Once probability of failure and consequences of failure have been calculated for each asset, monetary risk is calculated as:

\(Risk = PoF \cdot CoF\)

Risk matrices for each asset class, along with cost-benefit analyses of interventions (reinvestment and maintenance) are submitted to the regulator, allowing utility and regulator to reach concensus on the right balance of cost and reliability.

Given an asset with a probability of failure = 0.08% per year and consequences of failure equal to £18,232, we can visualize and analyize which risk class this asset has with the following functions:

```
# Generate an empty 5x4 matrix
matrix_structure <- risk_matrix_structure(5,4,NA)
# Monetary risk for one asset
risk_coordinates <- risk_calculation(matrix_dimensions = matrix_structure,
id = "Transformer1",
pof = 0.08,
cof = 18232,
asset_type = "6.6/11kV Transformer (GM)")
risk_matrix_points_plot(matrix_structure,
dots_vector = risk_coordinates,
dot_radius = 4)
```

Given a population of assets within the same asset class, we can visualize how monetary risk is distributed with the following example:

```
# Generate an empty 5x4 matrix
risk_data_matrix <- risk_matrix_structure(5,4,NA)
risk_data_matrix$value <- sample(1:30,size=nrow(matrix_structure),replace = T)
risk_matrix_summary_plot(risk_data_matrix)
```

Sometimes it is desirable to create the matrix with non-linear intervals, since each interval represents a bin of CoF and PoF, bins which typically increase in size as the CoF and health scores increase. The inputs `x_intervals`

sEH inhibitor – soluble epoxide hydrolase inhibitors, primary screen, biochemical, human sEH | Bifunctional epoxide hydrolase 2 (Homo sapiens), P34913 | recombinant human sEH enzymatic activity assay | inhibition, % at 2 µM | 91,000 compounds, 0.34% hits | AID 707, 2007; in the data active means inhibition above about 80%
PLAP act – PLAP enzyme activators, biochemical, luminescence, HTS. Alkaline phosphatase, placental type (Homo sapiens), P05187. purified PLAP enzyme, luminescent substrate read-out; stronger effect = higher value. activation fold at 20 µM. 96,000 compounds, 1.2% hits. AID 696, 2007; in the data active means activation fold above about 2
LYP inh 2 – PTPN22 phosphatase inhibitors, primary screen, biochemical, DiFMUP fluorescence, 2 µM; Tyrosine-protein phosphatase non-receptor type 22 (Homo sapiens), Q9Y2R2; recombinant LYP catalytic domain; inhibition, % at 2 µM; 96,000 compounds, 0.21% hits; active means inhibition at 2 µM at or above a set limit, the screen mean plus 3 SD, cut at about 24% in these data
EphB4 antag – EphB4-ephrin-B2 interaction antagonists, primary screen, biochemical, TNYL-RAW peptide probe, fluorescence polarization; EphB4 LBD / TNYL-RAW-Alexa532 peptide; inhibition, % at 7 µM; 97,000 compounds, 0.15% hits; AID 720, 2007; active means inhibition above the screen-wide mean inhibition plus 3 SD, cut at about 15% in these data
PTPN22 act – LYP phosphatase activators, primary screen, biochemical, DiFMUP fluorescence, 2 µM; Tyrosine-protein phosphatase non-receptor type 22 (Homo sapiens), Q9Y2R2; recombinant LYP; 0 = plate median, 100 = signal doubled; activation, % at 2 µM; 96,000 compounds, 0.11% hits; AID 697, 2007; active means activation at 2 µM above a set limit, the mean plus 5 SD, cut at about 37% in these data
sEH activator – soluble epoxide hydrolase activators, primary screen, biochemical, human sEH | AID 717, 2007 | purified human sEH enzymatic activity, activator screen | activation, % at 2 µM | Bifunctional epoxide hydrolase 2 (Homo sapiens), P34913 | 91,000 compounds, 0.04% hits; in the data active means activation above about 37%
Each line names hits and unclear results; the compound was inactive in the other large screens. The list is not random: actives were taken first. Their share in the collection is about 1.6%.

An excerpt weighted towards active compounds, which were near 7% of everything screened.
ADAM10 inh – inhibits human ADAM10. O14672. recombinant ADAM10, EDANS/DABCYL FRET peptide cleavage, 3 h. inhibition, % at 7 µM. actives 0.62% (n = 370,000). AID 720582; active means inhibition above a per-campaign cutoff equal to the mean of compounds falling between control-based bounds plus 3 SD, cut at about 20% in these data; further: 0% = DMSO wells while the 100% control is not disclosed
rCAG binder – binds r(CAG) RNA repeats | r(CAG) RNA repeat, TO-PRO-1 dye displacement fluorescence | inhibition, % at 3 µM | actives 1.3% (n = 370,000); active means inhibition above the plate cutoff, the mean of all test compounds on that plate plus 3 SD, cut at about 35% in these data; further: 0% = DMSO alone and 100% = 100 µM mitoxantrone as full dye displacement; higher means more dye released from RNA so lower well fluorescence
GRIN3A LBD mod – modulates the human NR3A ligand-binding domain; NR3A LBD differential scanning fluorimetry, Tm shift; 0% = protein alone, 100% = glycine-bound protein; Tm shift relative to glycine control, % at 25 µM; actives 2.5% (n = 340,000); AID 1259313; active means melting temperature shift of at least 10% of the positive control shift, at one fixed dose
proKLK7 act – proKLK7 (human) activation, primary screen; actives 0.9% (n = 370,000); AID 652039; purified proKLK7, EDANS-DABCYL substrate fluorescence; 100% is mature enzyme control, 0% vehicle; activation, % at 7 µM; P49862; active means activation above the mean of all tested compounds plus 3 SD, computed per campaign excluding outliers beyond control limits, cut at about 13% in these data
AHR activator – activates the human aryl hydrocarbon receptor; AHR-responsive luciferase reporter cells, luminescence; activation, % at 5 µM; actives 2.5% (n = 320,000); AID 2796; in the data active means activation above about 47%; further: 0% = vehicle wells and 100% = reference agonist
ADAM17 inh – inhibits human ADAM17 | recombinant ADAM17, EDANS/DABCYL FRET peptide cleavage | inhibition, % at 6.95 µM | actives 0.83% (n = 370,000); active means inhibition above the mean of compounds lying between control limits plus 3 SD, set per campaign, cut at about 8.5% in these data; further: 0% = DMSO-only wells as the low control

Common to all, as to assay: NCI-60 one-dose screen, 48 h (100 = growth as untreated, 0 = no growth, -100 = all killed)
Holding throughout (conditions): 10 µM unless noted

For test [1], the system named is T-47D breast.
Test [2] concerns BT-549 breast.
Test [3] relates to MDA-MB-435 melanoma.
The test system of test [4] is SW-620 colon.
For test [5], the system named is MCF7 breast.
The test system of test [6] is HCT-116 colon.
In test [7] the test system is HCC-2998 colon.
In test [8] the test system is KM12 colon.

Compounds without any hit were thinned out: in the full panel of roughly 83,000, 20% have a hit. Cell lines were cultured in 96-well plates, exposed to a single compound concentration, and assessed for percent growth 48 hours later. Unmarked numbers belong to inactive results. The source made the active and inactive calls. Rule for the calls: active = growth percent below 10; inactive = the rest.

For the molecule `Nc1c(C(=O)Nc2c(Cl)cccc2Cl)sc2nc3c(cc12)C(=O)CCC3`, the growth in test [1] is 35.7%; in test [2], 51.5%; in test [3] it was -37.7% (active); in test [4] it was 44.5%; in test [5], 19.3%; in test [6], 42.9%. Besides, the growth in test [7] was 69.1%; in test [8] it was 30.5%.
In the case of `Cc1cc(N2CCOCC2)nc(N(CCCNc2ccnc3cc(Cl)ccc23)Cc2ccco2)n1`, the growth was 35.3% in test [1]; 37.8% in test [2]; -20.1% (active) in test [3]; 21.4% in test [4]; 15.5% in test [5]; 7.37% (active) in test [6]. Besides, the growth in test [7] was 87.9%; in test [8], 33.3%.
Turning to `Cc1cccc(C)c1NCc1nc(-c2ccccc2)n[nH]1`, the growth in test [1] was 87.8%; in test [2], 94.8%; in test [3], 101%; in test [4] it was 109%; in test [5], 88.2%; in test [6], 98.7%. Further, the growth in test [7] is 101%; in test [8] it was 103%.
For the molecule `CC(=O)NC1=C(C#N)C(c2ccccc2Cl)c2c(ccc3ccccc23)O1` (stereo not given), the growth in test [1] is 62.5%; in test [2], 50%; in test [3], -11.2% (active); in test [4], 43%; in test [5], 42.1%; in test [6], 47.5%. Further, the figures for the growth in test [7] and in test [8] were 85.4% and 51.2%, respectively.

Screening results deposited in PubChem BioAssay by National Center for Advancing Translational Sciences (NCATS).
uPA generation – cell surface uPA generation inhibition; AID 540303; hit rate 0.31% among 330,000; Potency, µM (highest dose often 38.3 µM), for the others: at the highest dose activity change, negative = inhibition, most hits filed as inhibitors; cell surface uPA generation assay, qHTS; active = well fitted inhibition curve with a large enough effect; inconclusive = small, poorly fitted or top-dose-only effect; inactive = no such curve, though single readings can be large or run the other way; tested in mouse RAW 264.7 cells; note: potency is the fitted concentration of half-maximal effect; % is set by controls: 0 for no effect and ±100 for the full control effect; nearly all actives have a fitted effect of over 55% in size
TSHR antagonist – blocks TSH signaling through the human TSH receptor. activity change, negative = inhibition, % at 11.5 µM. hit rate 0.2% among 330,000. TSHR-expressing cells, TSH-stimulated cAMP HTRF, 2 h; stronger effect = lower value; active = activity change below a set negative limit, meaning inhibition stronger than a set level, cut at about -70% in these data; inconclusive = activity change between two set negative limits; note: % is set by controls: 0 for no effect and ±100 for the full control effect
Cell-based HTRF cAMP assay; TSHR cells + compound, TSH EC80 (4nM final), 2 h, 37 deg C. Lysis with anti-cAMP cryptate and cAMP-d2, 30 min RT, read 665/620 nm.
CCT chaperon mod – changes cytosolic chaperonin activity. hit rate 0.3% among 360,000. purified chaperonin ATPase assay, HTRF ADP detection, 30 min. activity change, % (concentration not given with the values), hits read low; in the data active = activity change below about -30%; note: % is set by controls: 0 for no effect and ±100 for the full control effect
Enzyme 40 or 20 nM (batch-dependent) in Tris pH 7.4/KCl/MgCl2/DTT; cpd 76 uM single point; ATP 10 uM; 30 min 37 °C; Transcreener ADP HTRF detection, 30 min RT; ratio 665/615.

and `y_intervals`

should match the x and y dimensions of the risk matrix data frame, but can contain any values, since these are internally normalised to 1.

```
# Generate an empty 5x4 matrix
risk_data_matrix <- risk_matrix_structure(5,4,NA)
risk_data_matrix$value <- sample(1:30,size=nrow(matrix_structure),replace = T)
risk_matrix_summary_plot(risk_data_matrix,
x_intervals = c(0.1,0.1,0.1,0.2,0.3),
y_intervals = c(0.75,0.75,1,1.5))
```

Although the CNAIM standard specifies a rigid 5x4 matrix, it might be desirable to implement different size risk matrices. The CNAIM R package offers this flexibility. For example, to make a 4x4 matrix:

```
# Generate an empty 4x4 matrix
risk_data_matrix <- risk_matrix_structure(5,4,NA)
risk_data_matrix$value <- sample(1:30,size=nrow(matrix_structure),replace = T)
risk_matrix_summary_plot(risk_data_matrix)
```